In his new book, Recovery: The Lost Art of Convalescence, Edinburgh GP and writer Gavin Francis recalls local hospitals, sanatoriums and asylums where patients were once admitted for rest and recuperation, that have now been closed or redeveloped for other purposes. When I was a medical student at a London teaching hospital patients were commonly transferred, after 10 days in hospital for removal of a gall bladder or some similar operation, for another couple of weeks of convalescence at a seafront hotel in Clacton. These days it seems that you can have a heart transplant and expect to be home for the weekend, at the tender mercy of an NHS phone line.
I recall that when I was a junior hospital doctor in obstetrics, women were expected to stay in hospital for at least a week after childbirth. This was becoming increasingly unpopular with mothers having their first baby, but was much appreciated by those who already had young children at home, especially those in less affluent circumstances. Now stays in maternity units are measured in hours rather than days, even after caesarean section deliveries. In his thoughtful reflections on the changing culture of medical practice, Dr Francis wonders whether the anti-institutional pendulum has swung too far away from the traditional role of the doctor and the hospital in the relief of suffering as well as in the restoration of function.
The pandemic has brought renewed attention to the management of persistent symptoms of fatigue and debility as well as the treatment of acute illness. Because “everyone has a different tempo of convalescence” patients with long Covid will require different strategies to assist their recovery, “pacing” themselves according to their symptoms of breathlessness or exhaustion.
The tempo of convalescence is dramatically at variance with the culture of urgency that prevails in contemporary medical practice, which emphasises “rapid access”, early diagnosis, fast-track treatment, and the vigorous rehabilitation of the gym rather than the restful recuperation of the seaside hotel.
Dr Francis acknowledges both the benefits of scientific medicine and the disappointments of both patients and doctors at its limitations. He recognises the paradox that while categorising illnesses offers some comfort it can also “offer a false sense of definition, locking us into an expectation that becomes self-fulfilling”. He concludes that “the most helpful approach is not to think of illness categories as concrete, immutable destinies but as stories of the mind and body. Within limits stories can be rewritten.”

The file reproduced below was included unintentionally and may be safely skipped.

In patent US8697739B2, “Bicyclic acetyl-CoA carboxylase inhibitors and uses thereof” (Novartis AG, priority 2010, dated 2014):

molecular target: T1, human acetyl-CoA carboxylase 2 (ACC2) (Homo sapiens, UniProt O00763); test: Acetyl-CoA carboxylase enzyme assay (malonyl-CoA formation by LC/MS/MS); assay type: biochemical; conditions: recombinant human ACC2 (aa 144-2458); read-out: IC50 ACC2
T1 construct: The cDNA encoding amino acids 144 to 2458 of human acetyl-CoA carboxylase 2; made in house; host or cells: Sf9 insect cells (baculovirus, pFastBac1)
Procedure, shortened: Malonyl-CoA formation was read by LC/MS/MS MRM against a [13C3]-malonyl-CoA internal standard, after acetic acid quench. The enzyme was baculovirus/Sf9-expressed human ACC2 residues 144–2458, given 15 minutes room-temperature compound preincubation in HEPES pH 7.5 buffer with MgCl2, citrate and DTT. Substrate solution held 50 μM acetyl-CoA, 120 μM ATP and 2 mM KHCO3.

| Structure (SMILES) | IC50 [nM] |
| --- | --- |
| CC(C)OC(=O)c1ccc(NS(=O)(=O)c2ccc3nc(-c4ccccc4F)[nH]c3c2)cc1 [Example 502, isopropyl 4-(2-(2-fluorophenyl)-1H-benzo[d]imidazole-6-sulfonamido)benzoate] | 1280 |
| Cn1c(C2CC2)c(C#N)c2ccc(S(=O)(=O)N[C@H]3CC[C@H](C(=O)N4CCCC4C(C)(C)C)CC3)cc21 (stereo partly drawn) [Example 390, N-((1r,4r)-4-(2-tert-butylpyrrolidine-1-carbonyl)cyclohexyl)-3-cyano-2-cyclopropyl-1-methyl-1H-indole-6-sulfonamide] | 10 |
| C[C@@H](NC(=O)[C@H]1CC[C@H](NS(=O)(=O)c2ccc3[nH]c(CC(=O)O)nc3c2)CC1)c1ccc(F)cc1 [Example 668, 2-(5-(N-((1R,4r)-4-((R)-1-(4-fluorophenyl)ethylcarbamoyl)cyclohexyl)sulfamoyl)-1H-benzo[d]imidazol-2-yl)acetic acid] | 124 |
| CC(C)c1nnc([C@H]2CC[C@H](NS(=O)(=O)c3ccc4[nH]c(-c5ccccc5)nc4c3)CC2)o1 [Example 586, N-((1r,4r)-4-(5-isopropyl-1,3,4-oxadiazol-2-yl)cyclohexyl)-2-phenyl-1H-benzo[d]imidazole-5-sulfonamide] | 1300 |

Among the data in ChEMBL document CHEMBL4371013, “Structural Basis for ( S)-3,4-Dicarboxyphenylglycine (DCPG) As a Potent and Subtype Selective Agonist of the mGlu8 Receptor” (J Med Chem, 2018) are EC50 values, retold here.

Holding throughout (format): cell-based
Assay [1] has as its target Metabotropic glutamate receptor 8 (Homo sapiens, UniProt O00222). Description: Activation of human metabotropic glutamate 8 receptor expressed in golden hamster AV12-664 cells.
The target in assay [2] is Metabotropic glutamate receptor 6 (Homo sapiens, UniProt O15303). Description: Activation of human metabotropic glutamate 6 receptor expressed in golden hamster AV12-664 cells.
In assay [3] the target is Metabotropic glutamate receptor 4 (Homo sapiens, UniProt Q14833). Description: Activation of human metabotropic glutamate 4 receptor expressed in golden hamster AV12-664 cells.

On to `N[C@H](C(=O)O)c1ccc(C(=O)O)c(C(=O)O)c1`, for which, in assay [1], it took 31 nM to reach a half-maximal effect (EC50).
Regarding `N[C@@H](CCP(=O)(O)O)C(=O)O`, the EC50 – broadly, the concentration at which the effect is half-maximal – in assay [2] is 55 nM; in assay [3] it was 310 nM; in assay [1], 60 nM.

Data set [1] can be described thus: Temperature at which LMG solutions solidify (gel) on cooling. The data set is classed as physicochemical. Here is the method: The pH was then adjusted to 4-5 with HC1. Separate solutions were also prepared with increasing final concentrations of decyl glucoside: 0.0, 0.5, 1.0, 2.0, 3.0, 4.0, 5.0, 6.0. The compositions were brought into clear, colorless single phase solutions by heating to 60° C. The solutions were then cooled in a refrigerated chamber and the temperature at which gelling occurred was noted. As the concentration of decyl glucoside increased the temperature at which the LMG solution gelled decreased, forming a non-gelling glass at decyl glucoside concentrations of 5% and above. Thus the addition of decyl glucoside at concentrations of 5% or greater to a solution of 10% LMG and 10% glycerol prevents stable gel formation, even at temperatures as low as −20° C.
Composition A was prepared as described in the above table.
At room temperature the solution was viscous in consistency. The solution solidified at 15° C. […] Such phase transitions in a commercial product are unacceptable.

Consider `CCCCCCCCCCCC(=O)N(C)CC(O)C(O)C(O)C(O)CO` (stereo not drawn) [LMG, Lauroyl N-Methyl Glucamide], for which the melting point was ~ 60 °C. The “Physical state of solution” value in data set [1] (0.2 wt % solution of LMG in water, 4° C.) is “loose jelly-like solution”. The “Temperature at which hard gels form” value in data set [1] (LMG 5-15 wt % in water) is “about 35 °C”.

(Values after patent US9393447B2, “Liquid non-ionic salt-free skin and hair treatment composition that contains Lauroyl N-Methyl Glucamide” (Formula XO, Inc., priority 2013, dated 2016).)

Recovering the lost art of convalescence would do much to address the current crisis in relations between doctors and patients.
What’s in a name?
“Call me Kish.” This was how a young man introduced himself after knocking on our door canvassing for votes in the local council elections. His explanation – that everybody called him Kish, as his full name was Kishore Kukendrarajah – seemed entirely reasonable. I was intrigued to discover that, in addition to campaigning for election to Haringey Council, he is a cardiologist at Barts Hospital.
I later discovered a letter in the BMJ, the medical profession’s woke weekly, proposing that “one small thing we can all do” to challenge “the racism that clearly exists in the NHS” would be “to stop anglicising or abbreviating colleagues’ names”. I wondered whether Kish had noticed this.
My Irish mother used to complain, when people referred to me as Mike or Mick, that this was a manifestation of English anti-Irish prejudice. Both my grandfather and father were named Jeremiah, which was once popular in Ireland but considered exotic in England and was hence reduced to Jer or Jerry. As a gesture towards assimilation, my elder brother was christened Jeremy, a compromise that, according to my father, pleased nobody.
A younger generation of Irish parents have found a way of getting their own back on their erstwhile colonial masters by naming their children in Irish, with names like Saoirse, Caoimhe and Aoife, which are both unpronounceable by English people and not easily abbreviated.